This may not be good news for the Korean chaebols profiting from the near slave labor at the Kaesong Industrial Complex, but this is good news for those of us who advocate for the human rights of North Koreans:
North Korea on Wednesday threatened to close the inter-Korean Kaesong Industrial Complex, peeved at South Korea’s decision to sanction the North over last year’s rocket launch. In a statement, the North’s National Economic Cooperation Committee pledged to “a resolute response, including turning the industrial complex back into a military zone.”
The former military district was turned into an industrial zone in 2002, and the joint industrial park opened in 2004. Some 124 South Korean companies make things like garments and shoes there with cheap North Korean labor.
Pyongyang is upset by Unification Minister Yu Woo-ik’s remarks at the National Assembly on Monday that Seoul will put into effect a UN Security Council resolution of Jan. 23 and beef up checks of materials bound for Kaesong.
But a ministry official said, “If the industrial complex is closed, it’s the North that will take the blow.” The complex is one of the few remaining sources of hard currency for the cash-strapped North, which pockets most of the workers’ wages.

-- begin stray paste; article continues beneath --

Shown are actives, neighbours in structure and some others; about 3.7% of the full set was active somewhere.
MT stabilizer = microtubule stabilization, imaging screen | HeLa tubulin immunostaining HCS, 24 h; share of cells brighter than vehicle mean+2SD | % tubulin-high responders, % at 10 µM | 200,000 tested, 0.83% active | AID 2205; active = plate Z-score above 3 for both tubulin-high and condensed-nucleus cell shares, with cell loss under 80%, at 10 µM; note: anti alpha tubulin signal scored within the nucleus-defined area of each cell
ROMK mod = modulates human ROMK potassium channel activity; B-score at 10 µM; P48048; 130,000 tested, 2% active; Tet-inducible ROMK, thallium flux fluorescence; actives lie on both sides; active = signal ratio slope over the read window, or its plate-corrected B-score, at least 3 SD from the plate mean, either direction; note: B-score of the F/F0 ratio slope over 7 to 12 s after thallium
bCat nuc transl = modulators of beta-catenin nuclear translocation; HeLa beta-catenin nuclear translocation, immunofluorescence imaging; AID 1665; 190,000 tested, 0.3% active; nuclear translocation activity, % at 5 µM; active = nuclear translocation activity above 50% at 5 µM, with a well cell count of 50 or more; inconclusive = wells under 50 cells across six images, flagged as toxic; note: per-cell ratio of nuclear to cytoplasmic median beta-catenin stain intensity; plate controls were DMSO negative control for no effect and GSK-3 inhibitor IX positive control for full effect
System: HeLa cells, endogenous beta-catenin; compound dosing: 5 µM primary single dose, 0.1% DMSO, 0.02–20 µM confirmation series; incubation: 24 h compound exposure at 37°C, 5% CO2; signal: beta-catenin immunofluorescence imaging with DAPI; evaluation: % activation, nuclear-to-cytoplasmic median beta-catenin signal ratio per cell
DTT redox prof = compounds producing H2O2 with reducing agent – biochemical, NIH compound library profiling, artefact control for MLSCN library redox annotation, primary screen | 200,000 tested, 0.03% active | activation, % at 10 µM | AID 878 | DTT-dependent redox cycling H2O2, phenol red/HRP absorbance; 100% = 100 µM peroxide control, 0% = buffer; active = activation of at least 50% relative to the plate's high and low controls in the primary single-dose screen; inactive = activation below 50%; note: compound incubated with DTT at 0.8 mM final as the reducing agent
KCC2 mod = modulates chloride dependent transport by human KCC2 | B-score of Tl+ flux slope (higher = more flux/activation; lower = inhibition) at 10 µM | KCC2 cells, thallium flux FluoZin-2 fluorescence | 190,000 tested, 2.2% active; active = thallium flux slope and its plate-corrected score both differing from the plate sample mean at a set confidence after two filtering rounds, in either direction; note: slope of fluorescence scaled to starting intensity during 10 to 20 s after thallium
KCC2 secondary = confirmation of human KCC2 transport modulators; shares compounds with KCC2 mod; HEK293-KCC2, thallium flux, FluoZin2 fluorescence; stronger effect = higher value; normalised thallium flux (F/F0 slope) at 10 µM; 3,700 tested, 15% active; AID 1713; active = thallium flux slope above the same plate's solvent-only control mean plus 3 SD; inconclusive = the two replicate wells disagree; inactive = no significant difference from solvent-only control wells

Since the complex opened in March 2004, the regime has repeatedly taken it hostage when inter-Korean relations became strained. [Chosun Ilbo]
The North Koreans have not just taken the Kaesong Complex figuratively hostage, they have actually attempted a trial run of taking a South Korean citizen hostage at the facility.
Here are a few facts about the Kaeseong Industrial Complex for those that don’t know much about it. The North Korean workers at Kaeseong are reportedly forced to work shifts of up to 24 hours, plus the proceeds from the complex are nearly all used to fund the Kim Jong-un regime that continues to threaten the United States. Despite all this South Korea has tried in the past to get the US to consider the products made at Kaesong to be South Korean made in an attempt to export them to the US. It would be political suicide for the US President or any other politician in the US to agree to anything coming out of Kaesong as South Korean made.
The bottom line is that when President Park takes office she should welcome the closing of the Kaesong Industrial Complex which will not only stop South Korean companies from profiting from near-slave labor, but would stop one more cash cow for the Kim regime.